>>> Yet we need to make sure the first bank is at least 128MB.
>>
>> Well, I'm not sure the ARM64 documentation [33] or implementation mention the size of the first bank. Except it should be enough to hold the kernel image [44].
>> Also I would not treat [55] as a strict requirement to have 128MB in the first bank. But we can stick at that to make things easier.
> 
> The size of the first bank is implicit on arm32. If you look at the Documentation/arm32/Booting.txt, the DTB/initramfs should be loaded just above 128MB to avoid the decompressor to avoid overwrite them.

It is rather a recommendation. A good way to choose the place for initramfs and dtb. Because decompressor is pretty dumb and limited by 128MB addresses range.
And on XEN side we follow this recommendation whenever it is possible.

> So technically, we should allow more than 128MB for the first bank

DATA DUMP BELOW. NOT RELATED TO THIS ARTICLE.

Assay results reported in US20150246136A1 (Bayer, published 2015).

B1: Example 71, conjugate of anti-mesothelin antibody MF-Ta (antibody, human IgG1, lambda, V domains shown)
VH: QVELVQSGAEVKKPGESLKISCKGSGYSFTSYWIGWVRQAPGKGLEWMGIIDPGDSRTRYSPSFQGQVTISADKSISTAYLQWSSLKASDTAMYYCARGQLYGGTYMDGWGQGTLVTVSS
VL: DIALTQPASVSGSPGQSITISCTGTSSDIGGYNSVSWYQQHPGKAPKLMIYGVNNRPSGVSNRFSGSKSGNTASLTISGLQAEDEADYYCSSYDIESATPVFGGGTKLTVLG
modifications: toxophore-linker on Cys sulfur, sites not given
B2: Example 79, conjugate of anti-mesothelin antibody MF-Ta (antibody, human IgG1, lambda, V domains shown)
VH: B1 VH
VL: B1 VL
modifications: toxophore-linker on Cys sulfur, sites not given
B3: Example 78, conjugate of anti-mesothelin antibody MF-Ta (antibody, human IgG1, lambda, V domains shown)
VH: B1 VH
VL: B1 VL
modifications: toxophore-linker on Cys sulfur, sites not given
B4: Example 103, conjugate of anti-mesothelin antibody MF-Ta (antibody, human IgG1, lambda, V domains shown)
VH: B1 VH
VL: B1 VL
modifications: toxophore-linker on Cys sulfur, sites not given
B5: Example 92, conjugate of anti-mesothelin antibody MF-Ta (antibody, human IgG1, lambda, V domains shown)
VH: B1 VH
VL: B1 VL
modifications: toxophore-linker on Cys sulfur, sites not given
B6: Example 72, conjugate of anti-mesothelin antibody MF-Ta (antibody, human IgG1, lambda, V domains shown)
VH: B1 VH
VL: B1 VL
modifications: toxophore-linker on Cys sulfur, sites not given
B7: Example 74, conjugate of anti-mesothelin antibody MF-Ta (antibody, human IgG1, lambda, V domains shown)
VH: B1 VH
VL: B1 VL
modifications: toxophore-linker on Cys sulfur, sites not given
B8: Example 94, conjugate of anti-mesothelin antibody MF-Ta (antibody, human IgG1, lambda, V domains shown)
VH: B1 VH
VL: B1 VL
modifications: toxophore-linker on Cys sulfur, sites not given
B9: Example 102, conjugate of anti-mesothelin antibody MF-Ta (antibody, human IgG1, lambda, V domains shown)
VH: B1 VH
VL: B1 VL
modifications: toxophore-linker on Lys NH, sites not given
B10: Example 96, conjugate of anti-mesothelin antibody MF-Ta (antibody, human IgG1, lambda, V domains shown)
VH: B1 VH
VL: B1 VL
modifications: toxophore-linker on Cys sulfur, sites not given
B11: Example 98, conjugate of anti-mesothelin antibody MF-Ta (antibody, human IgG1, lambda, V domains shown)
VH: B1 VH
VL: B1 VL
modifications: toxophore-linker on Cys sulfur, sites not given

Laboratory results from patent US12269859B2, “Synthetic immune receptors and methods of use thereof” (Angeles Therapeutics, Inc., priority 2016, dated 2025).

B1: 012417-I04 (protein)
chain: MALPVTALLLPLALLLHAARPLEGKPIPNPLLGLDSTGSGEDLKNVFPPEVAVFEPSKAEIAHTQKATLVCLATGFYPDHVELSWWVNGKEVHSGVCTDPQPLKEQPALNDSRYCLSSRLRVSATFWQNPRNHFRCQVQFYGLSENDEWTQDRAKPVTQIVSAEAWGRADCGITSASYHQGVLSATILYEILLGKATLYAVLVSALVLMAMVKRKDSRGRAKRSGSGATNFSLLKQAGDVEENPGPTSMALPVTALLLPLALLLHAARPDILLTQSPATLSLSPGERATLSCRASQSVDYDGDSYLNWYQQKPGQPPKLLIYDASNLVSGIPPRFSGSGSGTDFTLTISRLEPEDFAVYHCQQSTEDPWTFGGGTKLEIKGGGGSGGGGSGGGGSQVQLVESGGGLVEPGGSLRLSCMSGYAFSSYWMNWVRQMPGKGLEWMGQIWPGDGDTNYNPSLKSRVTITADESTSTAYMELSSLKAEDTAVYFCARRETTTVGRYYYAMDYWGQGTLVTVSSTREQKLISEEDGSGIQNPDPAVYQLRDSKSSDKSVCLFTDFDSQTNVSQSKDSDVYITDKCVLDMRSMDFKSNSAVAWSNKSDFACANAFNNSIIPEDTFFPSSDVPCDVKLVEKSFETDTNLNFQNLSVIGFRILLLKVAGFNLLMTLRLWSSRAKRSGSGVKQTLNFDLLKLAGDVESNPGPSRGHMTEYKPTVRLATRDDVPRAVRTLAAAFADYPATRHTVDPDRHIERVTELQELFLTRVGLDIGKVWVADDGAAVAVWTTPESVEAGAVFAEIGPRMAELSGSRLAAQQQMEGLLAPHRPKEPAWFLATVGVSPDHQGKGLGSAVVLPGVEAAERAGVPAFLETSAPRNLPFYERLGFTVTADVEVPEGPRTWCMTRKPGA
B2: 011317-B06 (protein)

Although, it is not said that DTB or initramfs should reside in the first RAM bank ;)

> At the moment, the algorithm to load 64-bit and 32-bit Image are the same. Hence why I said we need at least 128MB in the first bank. I am open for using different algorithm if Dom0 should be smaller.

The algorithm is the same, but it is buggy right now for smaller Dom0 sizes. The lines

     const unsigned int min_low_order =
         get_order_from_bytes(min_t(paddr_t, dom0_mem, MB(128)));

in `allocate_memory_11()` prone to end up with a wrong RAM start alignment.
Andrii Anisov Dec. 17, 2018, 4:02 p.m. | #14
On 17.12.18 13:11, Julien Grall wrote:
> So, to be honest, I think this is a non-issue. I am not saying this should not be fixed. I am saying that the price is minimal compare to allow Xen booting on platform such as the Hikey and bringing more compliance with the Arm Arm.

BTW, I hope you already noticed I've passed my RB and TB for the patch.
I would prefer you reflect last findings in the commit message, but if you don't like - let it be as is.
Julien Grall Dec. 17, 2018, 4:56 p.m. | #15
Hi Andrii,

On 17/12/2018 16:02, Andrii Anisov wrote:
> 
> 
> On 17.12.18 13:11, Julien Grall wrote:
>> So, to be honest, I think this is a non-issue. I am not saying this should not 
>> be fixed. I am saying that the price is minimal compare to allow Xen booting 
>> on platform such as the Hikey and bringing more compliance with the Arm Arm.
> 
> BTW, I hope you already noticed I've passed my RB and TB for the patch.

I have seen them. Thank you for the review and tested-by.